5.3 DSDM Consortium


Founded in 1994, the UK based DSDM Consortium is a not-for-profit professional membership organisation which continuously develops the DSDM framework in response to industry requirements. It aims to be a leading enabler of knowledge and learning for successful Agile project delivery. http://www.dsdm.org

5.4 Agile Alliance


Not aligned to a specific Agile methodology, this membership organisation supports those who explore and apply Agile principles and practices to make the software industry productive, humane, and sustainable. There are member initiated programs, and regular conferences and user groups. http://www.agilealliance.org/

5.5 Scrum Books and Resources


Find Agile Project Management books at the Focus book store:
http://books.focus-on-training.co.uk/catalog/search.asp?Search=agile+project+management

Using DSDM with PRINCE2 and ITIL:


http://books.focus-on-training.co.uk/catalog/search.asp?Search=dsdm

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6. FAQs
Does my ScrumMaster course include the exam? There is no exam taken during the course. There is an online assessment taken following course attendance. The fee for this (and membership of the Scrum Alliance for 2 years) is included in the Focus course price.

Is Scrum only for Software Development projects No. This is where it started and remains very relevant. However many of the techniques are applicable to other projects which involve multifunctional teams working in a dynamic environment.

Scrum or DSDM How do I choose? There is no simple answer. Scrum and DSDM share much underlying philosophy and techniques such as time boxing appear in both. DSDM is perhaps less specific to software development situations and provides a broader project framework. Accreditation of the Foundation certificate is by APMG the body behind PRINCE2, MSP and ITIL.

Why does the DSDM Practitioner Course lead to the Foundation Exam? The terminology used is confusing. There is only one DSDM certification exam the Foundation Certificate. This demonstrates a basic level of knowledge and understanding. Practitioner certification requires proven practical experience and cannot be obtained simply through a knowledge based exam. The Practitioner Course will give you the understanding to start using the DSDM methodology.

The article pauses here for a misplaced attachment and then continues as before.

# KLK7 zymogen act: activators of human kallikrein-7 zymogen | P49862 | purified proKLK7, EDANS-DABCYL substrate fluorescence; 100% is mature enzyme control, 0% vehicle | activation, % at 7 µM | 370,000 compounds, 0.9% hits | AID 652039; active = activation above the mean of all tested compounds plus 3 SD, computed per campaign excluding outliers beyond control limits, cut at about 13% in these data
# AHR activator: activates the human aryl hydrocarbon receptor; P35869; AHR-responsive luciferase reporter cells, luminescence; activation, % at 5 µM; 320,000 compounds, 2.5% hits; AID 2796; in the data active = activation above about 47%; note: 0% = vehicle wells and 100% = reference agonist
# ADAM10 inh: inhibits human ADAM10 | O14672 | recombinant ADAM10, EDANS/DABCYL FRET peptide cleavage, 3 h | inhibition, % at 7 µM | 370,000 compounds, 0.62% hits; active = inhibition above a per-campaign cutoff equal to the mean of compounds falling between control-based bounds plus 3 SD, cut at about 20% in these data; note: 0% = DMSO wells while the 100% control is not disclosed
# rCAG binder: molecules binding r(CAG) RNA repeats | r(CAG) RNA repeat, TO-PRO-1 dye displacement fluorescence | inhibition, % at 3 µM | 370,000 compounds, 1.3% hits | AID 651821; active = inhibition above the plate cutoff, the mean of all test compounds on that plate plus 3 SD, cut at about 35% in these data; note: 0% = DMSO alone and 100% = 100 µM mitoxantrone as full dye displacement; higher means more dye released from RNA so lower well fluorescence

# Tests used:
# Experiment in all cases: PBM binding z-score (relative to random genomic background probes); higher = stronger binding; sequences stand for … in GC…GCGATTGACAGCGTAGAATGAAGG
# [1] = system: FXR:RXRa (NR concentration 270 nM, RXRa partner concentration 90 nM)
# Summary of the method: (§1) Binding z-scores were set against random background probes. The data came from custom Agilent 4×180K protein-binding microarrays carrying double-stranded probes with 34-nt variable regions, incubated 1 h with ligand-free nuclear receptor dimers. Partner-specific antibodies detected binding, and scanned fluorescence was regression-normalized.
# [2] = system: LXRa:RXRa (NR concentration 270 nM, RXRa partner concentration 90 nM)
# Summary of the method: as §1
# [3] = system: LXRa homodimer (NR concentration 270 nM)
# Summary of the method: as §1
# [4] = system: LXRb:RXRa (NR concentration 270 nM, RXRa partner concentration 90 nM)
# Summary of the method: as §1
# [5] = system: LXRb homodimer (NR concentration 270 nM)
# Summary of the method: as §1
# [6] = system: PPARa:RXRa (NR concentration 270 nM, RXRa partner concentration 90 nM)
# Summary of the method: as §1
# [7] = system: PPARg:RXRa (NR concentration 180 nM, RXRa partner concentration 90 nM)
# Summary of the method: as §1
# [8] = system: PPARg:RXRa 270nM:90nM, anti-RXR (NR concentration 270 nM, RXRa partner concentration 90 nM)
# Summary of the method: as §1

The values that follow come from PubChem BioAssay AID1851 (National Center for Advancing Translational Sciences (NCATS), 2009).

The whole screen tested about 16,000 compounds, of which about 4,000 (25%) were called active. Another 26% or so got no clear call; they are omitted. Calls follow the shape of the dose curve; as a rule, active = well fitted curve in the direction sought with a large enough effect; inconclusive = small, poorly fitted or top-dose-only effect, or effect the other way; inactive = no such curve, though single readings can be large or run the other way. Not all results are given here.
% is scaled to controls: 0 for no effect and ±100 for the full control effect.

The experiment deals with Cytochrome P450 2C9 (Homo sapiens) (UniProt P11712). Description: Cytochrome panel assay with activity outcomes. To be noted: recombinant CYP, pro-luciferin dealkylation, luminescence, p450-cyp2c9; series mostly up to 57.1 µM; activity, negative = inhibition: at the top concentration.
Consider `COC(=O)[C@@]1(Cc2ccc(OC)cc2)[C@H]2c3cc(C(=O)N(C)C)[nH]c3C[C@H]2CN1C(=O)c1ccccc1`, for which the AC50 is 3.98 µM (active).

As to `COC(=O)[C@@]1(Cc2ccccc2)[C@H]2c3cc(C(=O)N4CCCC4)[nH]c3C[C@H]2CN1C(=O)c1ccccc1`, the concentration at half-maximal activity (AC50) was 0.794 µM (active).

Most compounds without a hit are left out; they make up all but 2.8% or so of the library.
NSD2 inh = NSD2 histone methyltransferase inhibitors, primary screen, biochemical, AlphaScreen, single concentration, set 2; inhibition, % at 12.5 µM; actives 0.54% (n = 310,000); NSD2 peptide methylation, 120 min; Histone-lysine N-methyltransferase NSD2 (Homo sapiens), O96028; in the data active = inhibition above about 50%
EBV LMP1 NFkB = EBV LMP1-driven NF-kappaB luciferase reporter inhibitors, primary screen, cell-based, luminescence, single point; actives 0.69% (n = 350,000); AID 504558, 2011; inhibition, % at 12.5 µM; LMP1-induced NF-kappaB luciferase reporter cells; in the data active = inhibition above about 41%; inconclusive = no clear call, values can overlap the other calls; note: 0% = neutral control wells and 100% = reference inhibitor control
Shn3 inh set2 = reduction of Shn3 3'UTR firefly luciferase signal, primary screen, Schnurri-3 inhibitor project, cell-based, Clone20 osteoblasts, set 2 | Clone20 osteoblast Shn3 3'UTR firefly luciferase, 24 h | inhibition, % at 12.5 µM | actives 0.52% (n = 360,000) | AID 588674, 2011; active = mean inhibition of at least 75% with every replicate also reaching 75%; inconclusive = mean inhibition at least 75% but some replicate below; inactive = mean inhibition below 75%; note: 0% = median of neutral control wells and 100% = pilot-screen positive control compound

Why has DSDM developed a new course with APMG? The Agile Project Management Professional certification has been introduced to provide a more wide ranging qualification than DSDM alone. It has relevance outside the IT sector and looks set to be adopted internationally. It recognises that whilst there is a role for agile techniques they often need to be deployed within a structured project framework.

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7. Finding & Booking Your Course 7.1 Why Focus on Training?


Focus is a project management specialist. We offer the widest range of accredited agile courses across the UK helping you find the dates and locations which are most convenient. Our Certified ScrumMaster and DSDM courses are delivered by accredited trainers and offer you the opportunity to obtain valuable qualifications. You will find that the courses are delivered by agile enthusiasts with hands on experience. In addition to the certification there are introductory courses which help build awareness of Agile techniques and other specialist courses which apply agile to other areas such as business analysis. If you have any questions about project management courses our team of specialist training advisors will be delighted to assist. Email Call enquiries@focus-on-training.co.uk 0845 450 6120

7.2 Book and Pay Online


You can explore our range of Agile courses on the Focus website.
http://www.focus-on-training.co.uk/agile-scrum-and-is-project-management-training/courses/skillarea/13/

Once you have chosen the course you require you can book and pay online by credit card or reserve a place and the Focus bookings team will be in touch. If you have a group of 5 or more to train then it could be more cost effective to arrange an onsite course. As well as lower price, this can give scope to steer content to your specific requirements and assist in team building.